Cerebral Blood Flow
Anatomy of Cerebral Circulation
Ophthalmic v.
•Activation of endothelial cells and glia occurs at least 2
days after ischemia, and capillary buds form by 7 days.
•Micro...
acidic and basic fibroblast growth facto (aFGF and
bFGF), transforming growth factor (TGF), vascular
endothelial growth fa...
Autoregulation
Limits of Autoregulation
• Impaired Cerebral Vascular Perfusion
• Disruption of the Blood-Brain Barrier
•Au...
Mechanism of Autoregulation
• Myogenic Hypothesis
– Smooth muscle in resistance
arteries
• Metabolic Influence
– O2, CO2, ...
Regulation of Cerebral Blood Flow by O2
Regulation of Cerebral Blood Flow by CO2
Modulation of Autoregulation
• Autonomic Nerves
– Sympathetic
– Parasympathetic
– Trigeminovascular System
• The Renin-Ang...
Regulation of Cerebral Blood Flow by
The Sympathetic Nervous System
Regulation of Cerebral Blood Flow by
The Parasympathetic Nervous System
Direct stimulation of the facial nerve leads to an...
Regulation of Cerebral Blood Flow by The
Trigeminovascular System
This system is the sole sensory innervation of
the cereb...
Consequence of Chronic Hypertension
The autoregulatory plateau of the pressure-flow relation is shifted
to the right in hy...
Vasoactive Mediators of Cerebral Vessels
• Amines + vasoconstriction
– Norepinephrine (+) - vasorelaxation
– Serotonin (+-...
Biology of Cerebral Vascular
Muscle
Cerebral Microcirculation
Cerebral Spinal Fluid
•Formed at the choroid plexus and drained into
the peripheral blood stream at the arachnoid villi.
•...
Blood-Brain Barrier
Edema
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CV

  1. 1. Cerebral Blood Flow
  2. 2. Anatomy of Cerebral Circulation
  3. 3. Ophthalmic v.
  4. 4. •Activation of endothelial cells and glia occurs at least 2 days after ischemia, and capillary buds form by 7 days. •Microvascular density, which relates to newly formed vessels, correlates with the survival time after the onset of ischemic stroke in humans
  5. 5. acidic and basic fibroblast growth facto (aFGF and bFGF), transforming growth factor (TGF), vascular endothelial growth factor (VEGF), platelet-derived growth factor (PDGF), platelet-derived endothelial cell growth factor (PD-ECGF), insulin-like growth factor (IGF)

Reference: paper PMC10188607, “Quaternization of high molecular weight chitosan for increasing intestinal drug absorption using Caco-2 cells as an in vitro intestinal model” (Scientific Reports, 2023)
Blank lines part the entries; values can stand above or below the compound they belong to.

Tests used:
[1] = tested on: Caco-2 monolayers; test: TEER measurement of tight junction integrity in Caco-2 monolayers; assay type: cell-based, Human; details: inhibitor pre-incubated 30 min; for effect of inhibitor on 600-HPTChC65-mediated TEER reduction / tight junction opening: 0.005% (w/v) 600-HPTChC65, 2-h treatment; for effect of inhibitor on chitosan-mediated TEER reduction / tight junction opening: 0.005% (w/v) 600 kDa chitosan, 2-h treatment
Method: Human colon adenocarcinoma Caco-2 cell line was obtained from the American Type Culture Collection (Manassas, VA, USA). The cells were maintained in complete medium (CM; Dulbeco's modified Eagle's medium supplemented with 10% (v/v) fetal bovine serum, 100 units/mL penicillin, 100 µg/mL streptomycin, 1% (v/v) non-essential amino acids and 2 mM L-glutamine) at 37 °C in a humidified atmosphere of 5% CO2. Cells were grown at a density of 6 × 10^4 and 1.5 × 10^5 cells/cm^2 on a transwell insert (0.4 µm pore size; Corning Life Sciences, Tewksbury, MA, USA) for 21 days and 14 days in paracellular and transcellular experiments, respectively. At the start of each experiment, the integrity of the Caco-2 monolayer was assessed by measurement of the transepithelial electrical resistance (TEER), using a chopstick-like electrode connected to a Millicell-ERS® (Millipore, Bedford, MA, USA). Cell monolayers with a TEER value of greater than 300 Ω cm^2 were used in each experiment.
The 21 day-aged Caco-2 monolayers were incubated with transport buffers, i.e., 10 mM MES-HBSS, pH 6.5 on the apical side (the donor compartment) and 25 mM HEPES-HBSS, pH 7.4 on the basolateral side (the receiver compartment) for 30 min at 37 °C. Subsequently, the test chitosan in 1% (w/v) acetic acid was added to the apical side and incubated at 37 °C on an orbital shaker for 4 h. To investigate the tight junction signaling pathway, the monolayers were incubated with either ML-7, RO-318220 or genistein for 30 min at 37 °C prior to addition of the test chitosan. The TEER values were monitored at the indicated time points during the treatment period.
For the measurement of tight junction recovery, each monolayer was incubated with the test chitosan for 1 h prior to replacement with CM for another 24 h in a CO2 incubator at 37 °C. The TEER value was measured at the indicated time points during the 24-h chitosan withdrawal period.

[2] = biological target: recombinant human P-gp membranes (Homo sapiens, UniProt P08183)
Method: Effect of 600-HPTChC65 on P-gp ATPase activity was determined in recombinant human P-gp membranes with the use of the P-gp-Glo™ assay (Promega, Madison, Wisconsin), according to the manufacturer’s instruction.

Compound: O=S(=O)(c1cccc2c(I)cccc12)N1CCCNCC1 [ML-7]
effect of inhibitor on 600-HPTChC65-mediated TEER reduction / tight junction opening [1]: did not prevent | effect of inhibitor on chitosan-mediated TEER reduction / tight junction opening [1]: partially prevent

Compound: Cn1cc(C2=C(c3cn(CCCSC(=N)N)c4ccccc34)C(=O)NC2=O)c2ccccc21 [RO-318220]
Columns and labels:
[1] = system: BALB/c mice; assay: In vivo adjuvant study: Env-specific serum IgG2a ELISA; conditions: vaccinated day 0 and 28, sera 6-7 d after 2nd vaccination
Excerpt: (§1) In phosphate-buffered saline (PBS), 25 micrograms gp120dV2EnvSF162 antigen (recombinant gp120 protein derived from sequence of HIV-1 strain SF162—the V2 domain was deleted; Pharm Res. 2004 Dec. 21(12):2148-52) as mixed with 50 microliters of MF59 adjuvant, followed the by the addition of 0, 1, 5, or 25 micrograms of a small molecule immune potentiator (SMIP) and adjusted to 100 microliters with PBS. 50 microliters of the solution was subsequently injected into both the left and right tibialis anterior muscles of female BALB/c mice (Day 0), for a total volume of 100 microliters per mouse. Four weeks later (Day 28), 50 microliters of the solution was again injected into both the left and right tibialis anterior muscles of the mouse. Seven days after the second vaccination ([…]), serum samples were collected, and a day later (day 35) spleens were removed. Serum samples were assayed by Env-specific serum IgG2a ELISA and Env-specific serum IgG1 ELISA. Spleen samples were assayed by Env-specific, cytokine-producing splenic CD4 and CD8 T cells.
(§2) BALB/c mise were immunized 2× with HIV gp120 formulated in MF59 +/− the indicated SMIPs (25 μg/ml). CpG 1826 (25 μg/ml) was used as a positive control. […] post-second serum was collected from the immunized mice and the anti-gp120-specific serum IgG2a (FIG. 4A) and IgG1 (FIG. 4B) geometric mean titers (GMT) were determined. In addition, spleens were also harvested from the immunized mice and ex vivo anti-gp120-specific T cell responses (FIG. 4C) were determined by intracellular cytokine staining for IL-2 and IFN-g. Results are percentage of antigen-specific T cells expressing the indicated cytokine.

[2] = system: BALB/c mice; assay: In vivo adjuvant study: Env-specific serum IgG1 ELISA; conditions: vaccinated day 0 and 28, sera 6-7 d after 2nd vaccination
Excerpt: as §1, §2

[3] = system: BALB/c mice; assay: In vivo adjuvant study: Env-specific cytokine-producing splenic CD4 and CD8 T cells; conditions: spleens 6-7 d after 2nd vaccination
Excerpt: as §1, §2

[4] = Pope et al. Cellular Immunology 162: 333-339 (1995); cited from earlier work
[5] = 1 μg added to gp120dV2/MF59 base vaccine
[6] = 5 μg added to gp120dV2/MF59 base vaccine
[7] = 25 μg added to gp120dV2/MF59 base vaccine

6. 6. Autoregulation Limits of Autoregulation • Impaired Cerebral Vascular Perfusion • Disruption of the Blood-Brain Barrier •Autoregulation of blood flow is a regulatory mechanism that allows blood flow in most vascular beds to remain relatively constant during variations of arterial pressure. •This is particularly well developed in the brain since it requires a high degree of homeostasis with respect to a balance of tissue nutrients and fluids
  7. 7. Mechanism of Autoregulation • Myogenic Hypothesis – Smooth muscle in resistance arteries • Metabolic Influence – O2, CO2, H+ , Adenosine, K+ and Ca2+ – A definitive role for any one of these factors remains to be demonstrated. • Endothelial Factors – Endothelium – Endothelium derived relaxing factor (nitric oxide), Endothelium derived contracting factor
  8. 8. Regulation of Cerebral Blood Flow by O2
  9. 9. Regulation of Cerebral Blood Flow by CO2
  10. 10. Modulation of Autoregulation • Autonomic Nerves – Sympathetic – Parasympathetic – Trigeminovascular System • The Renin-Angiotensin System – Angiotensin – similar to sympathetic regulation
  11. 11. Regulation of Cerebral Blood Flow by The Sympathetic Nervous System
  12. 12. Regulation of Cerebral Blood Flow by The Parasympathetic Nervous System Direct stimulation of the facial nerve leads to an increase in total cranial blood flow, however the phsiological role is not clear. The nerves are not directly involved in the most basic cerebrovascular responses, such as hypoxic or hypercapnic vasodilation, nor do thay appear to play a role in autoregulation
  13. 13. Regulation of Cerebral Blood Flow by The Trigeminovascular System This system is the sole sensory innervation of the cerebral vessels. Its function does not appear to be in the maintenance of resting cerebral flow. In situations of abnormal physiology, this system comes into play by mediating vasodilation.
  14. 14. Consequence of Chronic Hypertension The autoregulatory plateau of the pressure-flow relation is shifted to the right in hypertensive patients and experimental animals so that cerebral blood flow may be normal despite very high levels of blood pressure
  15. 15. Vasoactive Mediators of Cerebral Vessels • Amines + vasoconstriction – Norepinephrine (+) - vasorelaxation – Serotonin (+-) – Histamine (-) – Dopamine (-) – Acetylcholine (-) • Lipid Mediators – Eicosanoids • Prostacyclin (-) • Thromboxane A2 (+) • Prostaglandins (PGD2, PGE2(-), PGF2α(+)) – Leukotrienes (+) – Platelet-Activating Factor (- →+) • Peptides – Vasodilator Peptides (-) • Vasoactive Intestinal Peptide (VIP) • Calcitonin Gene-Related Peptide (CGRP) • Adrenomedullin • Substance P (SP) • Bradykinin – Vasoconstrictor Peptides (+) • Neuropeptide-Y (NPY) • Angiotensin-II (ATII) • Endothelin-1 (ET1) • Vasopressin (VP) • Purine Nucleotides (-) – Adenosine – ADP and ATP • Gases (-) – Nitric Oxide (NO) – Carbon Monoxide (CO)
  16. 16. Biology of Cerebral Vascular Muscle
  17. 17. Cerebral Microcirculation
  18. 18. Cerebral Spinal Fluid •Formed at the choroid plexus and drained into the peripheral blood stream at the arachnoid villi. •CSF volume is completely cleared via this bulk flow process in the human brain every 4-5 hr.
  19. 19. Blood-Brain Barrier
  20. 20. Edema

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